Also, I’ve found it to be the case that many people who feel empty and alone on the inside like to be prideful and boast about lots of things so they can put the focus on themselves and how great they are. But again, God tells us that if we must boast, then it’s appropriate for us to boast only that we know God and that He’s great and we’re not. Did you catch that? As Christians, we can boast so that God gets the focus, the spotlight, and all the glory (1 Corinthians 10:17; Jeremiah 9:23, 24).
The apostle John pulls back the curtain and lets us know where someone’s heart is who focuses on goods instead of on God. In 1 John 2:15-17 he writes: “Don’t love the world or anything that belongs to the world. If you love the world, you cannot love the Father. Our foolish pride comes from this world, and so do our selfish desires and our desire to have everything we see. None of this comes from the Father. The world and the desires it causes are disappearing. But if we obey God, we will live forever.”

So now that we know why it’s so easy for us to act the way we do and focus more on getting more and more, what do we do to solve the problem? Well, we’ve got to change our focus from goods to God. Jesus, when He was talking to His disciples about what unbelievers focus on and worry about, said: “Don’t store up treasures on earth! Moths and rust can destroy them, and thieves can break in and steal them. Instead, store up your treasures in heaven, where moths and rust cannot destroy them, and thieves cannot break in and steal them. Your heart will always be where your treasure is” (Matthew 6:19-21). “You cannot be the slave of two masters! You will like one more than the other or be more loyal to one than the other” (verse 24). “But more than anything else, put God’s work first and do what he wants. Then the other things will be yours as well” (verse 33).

Last, the apostle Paul—writing from prison, mind you—tells us the secret to being content: “I am not complaining about having too little. I have learned to be satisfied with whatever I have. I know what it is to be poor or to have plenty, and I have lived under all kinds of conditions. I know what it means to be full or to be hungry, to have too much or too little. Christ gives me the strength to face anything” (Philippians 4:11-13). Many of us don’t have tons of money to just keep getting and getting and getting, and even if we did, we would never be satisfied (remember Solomon and Ecclesiastes?). Look at what the Bible says about this:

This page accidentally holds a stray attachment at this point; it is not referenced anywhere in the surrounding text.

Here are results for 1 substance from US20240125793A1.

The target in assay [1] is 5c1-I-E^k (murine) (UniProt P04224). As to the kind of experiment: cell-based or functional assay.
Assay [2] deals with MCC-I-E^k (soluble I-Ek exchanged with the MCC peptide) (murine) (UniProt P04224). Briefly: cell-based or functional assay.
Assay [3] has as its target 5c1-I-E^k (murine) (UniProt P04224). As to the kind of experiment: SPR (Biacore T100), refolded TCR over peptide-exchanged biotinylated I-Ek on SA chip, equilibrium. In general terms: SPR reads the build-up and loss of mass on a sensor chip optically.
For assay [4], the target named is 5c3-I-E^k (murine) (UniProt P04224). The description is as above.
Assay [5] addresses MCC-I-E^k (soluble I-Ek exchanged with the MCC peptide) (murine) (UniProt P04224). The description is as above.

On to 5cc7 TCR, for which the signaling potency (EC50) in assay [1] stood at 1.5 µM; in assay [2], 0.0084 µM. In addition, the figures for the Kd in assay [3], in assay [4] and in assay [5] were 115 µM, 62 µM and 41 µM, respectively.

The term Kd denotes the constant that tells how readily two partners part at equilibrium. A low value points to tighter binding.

• “It’s healthy to be content, but envy can eat you up” (Proverbs 14:30).

• “The poor have a hard life, but being content is as good as an endless feast” (Proverbs 15:15).

• “Yet true godliness with contentment is itself great wealth” (1 Timothy 6:6, NLT).²
Well, I hope that through our time together you’ve learned the importance of being truly happy for the blessings that somebody else has, and being thankful and content for all the blessings you have, and why it’s important to focus your attention on the Blesser and not the blessings. There’s nothing wrong with wanting stuff, but we’ve got to be OK even if we haven’t got any of it, because, after all, we’ve got the best blessing of all: salvation!

Until next time, remember these things: God’s way is always the best way. Life is full of decisions, so make yours good ones. Put God first in your life, and you can’t go wrong.

Feel free to contact me: you can e-mail me at; or you can keep up with me on Facebook; or you can read more of my stuff on Miranda Writes, at; or you can check me out or send me a message at my Web site,; or you can reach me via snail mail (slow!) at the address printed below.

In Christ,
Omar Miranda, certified Christian counselor

Abundant Life Ministries
155 Earl Street
Plainville, GA 30733
Phone: 1-770-354-2912

¹Unless otherwise indicated, Scripture quotations in this article are from the Contemporary English Version. Copyright © American Bible Society 1991, 1995. Used by permission.
²Scripture quotations marked NLT are taken from the Holy Bible, New Living Translation, copyright © 1996, 2004, 2007 by Tyndale House Foundation. Used by permission of Tyndale House Publishers, Inc., Carol Stream, Illinois 60188. All rights reserved.

Omar Miranda is a Christian counselor with 20 years’ experience working with youth in public and private middle and high schools. He’s married and has two kids. He enjoys teaching the youth at his church, reading, writing, gardening, and camping. He’s a recovering knucklehead who spent a lot of time in the past doing stupid stuff away from God. He’s been back with God for years now and is eager to share what he’s learned from his experiences by answering any questions you may have about life, the Christian life, Jesus, spiritual matters, and relationships in his column, Miranda Writes.